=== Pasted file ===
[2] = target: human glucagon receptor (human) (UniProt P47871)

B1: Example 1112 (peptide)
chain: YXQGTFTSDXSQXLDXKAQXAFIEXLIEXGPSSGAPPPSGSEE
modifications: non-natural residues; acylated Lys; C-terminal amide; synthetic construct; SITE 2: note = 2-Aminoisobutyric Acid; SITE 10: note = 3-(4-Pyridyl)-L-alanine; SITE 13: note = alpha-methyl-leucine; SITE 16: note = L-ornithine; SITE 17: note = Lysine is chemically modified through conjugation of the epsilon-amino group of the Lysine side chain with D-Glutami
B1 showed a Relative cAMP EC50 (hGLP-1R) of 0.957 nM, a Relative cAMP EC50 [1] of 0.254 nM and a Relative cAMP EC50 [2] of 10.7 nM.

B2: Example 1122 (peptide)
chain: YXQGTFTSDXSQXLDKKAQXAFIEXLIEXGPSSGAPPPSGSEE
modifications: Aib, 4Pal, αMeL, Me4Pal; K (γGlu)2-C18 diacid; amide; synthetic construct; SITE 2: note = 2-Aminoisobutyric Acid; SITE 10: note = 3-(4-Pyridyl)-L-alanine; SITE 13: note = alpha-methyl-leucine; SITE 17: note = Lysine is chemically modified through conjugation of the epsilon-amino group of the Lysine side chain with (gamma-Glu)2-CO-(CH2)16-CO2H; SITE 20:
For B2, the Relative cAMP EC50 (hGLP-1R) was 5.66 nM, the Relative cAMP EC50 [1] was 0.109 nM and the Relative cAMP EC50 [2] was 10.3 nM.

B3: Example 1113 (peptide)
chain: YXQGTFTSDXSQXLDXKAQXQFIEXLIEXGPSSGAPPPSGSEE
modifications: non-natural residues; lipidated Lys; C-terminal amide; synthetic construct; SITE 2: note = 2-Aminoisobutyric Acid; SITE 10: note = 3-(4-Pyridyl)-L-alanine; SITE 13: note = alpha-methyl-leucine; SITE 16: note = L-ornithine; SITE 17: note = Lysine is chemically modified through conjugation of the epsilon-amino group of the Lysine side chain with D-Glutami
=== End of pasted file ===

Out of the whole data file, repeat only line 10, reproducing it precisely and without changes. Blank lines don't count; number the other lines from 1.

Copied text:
B3: Example 1113 (peptide)